MISSOURI VALLEY, Iowa — Ambulances stood ready on dry land while rescuers in boats searched house-to-house Thursday for people who did not evacuate before flooding hit Missouri Valley, Iowa.

The focus of the searches were flooded subdivisions south of the Union Pacific rail line that runs along the south edge of town.

Late in the afternoon, the searchers were still finding people holed up in homes surrounded by at least a couple of feet of brown water.

The area of modest homes is known by some locals as just "south of the tracks."

Missouri Valley Fire Chief Caleb Wohlers said more than two dozen people had been rescued.

At one point, a rescuers in a boat steered it slowly up and down the grid of streets, its blue light flashing. It worked its way around the neighborhoods, past half-submerged cars, fences and mailboxes.

Suddenly there was a clamor from the law enforcement officials and firefighters waiting and watching on high ground. Firefighters piled into the back of Wohlers' heavy-duty pickup, and he backed it into the water. The rescue boat cruised into the shallow water and up to the pickup bed. On board were a couple of residents, cold and wet, one with an electric guitar in hand.

The firefighters helped transfer the castaways into the pickup bed and wrapped them with blankets. Wohlers pulled out of the water and up to a waiting ambulance with its engine running.

The residents were transferred again and whisked away.

"It's been like this all day," he said.

He said the cold weather was becoming an issue, with no power or gas service to the flooded area.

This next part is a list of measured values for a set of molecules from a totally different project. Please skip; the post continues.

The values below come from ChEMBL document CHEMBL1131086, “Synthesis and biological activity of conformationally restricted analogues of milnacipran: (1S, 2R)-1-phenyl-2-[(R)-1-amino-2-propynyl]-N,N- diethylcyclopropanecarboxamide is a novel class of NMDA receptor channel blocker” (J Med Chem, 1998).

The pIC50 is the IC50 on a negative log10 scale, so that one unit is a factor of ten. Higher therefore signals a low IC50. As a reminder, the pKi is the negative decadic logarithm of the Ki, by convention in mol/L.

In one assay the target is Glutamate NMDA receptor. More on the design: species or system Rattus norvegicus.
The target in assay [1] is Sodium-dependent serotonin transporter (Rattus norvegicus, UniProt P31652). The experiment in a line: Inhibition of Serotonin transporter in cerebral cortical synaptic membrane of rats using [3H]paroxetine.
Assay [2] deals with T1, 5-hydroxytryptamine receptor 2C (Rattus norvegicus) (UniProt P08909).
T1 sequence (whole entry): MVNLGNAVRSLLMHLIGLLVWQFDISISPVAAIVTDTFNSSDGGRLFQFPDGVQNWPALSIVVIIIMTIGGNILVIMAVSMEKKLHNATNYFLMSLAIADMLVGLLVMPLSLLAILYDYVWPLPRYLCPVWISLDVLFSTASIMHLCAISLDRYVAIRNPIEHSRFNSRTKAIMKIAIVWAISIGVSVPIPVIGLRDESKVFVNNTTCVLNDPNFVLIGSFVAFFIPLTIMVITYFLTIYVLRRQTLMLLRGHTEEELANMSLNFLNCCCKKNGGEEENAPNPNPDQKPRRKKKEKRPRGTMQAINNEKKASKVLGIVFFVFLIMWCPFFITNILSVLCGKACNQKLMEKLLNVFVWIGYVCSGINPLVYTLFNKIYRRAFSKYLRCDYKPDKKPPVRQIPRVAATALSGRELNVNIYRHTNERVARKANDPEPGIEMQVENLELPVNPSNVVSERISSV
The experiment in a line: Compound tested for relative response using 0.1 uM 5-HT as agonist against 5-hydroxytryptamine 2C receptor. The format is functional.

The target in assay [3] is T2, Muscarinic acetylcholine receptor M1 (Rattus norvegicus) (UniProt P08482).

“All cold-weather injuries are possible at this point,” he said.

Search boats were provided by the Blair Fire and Rescue, the U.S. Fish and Wildlife Service and the Iowa Department of Natural Resources, he said.

Some people who had evacuated the area returned Thursday to check out the surreal scene, wondering when the water would retreat and they would be able to get back in and start the clean-up.

"When it quits coming up and starts going down, we'll be happy," said homeowner Dwaine Price.

Price said that he and his girlfriend knew Wednesday what was coming.

They had checked out the Boyer River upstream in Logan, Iowa.

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"We went up north and followed the river up, and we could see where it was already cresting over the levee," he said. "At Logan, it was way over the banks on both sides. And we knew it was eventually going to get here."

Overnight, the water kept rising.

Thursday morning, a neighbor called to alert him their street had started to flood.

Then, a firefighter came knocking.

"He said, 'It's time to evacuate,' I said, 'We're leaving here in about five minutes.'"

When they left, the water was less than a foot deep.

They haven't returned to the house yet. Law enforcement officers parked their cars across entrance roads and were keeping residents from returning.

"From what we can see, water's in the house," he said.

Now it's a waiting game, he said.

His girlfriend, keeping her sense of humor, offered a plan: "We can always get our bucket and start baling."

Meantime, another resident, Shyann Cates, 20, took a chance and waded through the waters to check her house, the one where she grew up.

Cates said she wasn't in the house when the floodwater hit.

"My mom was down here, she heard the dikes broke out there," Cates said. "She hadn't moved any of her stuff yet. So then she called me. We moved what we could, and then we got out."

She said they didn't think the water would reach the house.

"We've always been threatened, but it never made it, until now," she said.

Cates said she's a mechanic, and that her 1988 Firebird is under water. They did grab some pictures.

"We have a 60-inch plasma TV in there," she said. "And my mom doesn't have house insurance either, so anything she loses is gone."